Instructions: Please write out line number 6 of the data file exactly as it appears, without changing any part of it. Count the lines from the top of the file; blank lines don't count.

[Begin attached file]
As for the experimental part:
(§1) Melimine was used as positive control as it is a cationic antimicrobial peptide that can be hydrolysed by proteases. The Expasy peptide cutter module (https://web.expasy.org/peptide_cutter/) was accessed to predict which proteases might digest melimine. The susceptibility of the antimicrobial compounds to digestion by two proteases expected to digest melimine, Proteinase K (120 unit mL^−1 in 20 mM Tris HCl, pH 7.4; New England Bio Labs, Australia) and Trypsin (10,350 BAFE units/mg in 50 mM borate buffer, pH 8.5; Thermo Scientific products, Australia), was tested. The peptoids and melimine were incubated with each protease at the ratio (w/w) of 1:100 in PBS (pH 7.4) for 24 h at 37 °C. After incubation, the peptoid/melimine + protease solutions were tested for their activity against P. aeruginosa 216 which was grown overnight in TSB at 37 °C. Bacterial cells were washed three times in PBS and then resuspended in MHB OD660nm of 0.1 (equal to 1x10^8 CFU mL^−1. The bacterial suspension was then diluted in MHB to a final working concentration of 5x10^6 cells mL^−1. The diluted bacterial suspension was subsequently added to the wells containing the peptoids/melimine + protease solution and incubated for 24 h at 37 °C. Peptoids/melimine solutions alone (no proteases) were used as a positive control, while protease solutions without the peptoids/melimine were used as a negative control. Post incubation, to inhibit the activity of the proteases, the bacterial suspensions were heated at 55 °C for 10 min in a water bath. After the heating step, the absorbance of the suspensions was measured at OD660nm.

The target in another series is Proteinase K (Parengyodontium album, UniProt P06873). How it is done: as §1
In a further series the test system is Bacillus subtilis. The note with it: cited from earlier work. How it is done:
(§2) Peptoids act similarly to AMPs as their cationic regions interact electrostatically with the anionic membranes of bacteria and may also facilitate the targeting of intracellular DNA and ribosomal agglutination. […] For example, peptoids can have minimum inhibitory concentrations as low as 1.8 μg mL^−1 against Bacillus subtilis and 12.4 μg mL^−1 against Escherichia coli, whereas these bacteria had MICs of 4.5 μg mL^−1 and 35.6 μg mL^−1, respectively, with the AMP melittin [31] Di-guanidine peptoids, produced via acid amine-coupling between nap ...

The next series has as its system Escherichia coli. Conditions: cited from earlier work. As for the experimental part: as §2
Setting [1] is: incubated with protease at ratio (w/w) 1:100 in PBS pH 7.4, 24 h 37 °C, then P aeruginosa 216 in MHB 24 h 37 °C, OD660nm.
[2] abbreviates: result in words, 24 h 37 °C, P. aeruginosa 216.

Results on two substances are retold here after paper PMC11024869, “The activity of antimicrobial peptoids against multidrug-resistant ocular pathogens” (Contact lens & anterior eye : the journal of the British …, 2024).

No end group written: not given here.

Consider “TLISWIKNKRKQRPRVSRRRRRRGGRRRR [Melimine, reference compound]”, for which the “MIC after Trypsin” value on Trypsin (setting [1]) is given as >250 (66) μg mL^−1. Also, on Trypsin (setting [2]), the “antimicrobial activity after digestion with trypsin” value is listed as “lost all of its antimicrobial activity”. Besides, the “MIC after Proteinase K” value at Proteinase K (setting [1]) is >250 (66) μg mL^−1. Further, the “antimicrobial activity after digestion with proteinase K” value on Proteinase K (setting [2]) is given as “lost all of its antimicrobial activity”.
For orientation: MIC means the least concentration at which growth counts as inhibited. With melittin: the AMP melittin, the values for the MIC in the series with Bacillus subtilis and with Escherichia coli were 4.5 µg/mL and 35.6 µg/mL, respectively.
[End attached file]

The next series has as its system Escherichia coli. Conditions: cited from earlier work. As for the experimental part: as §2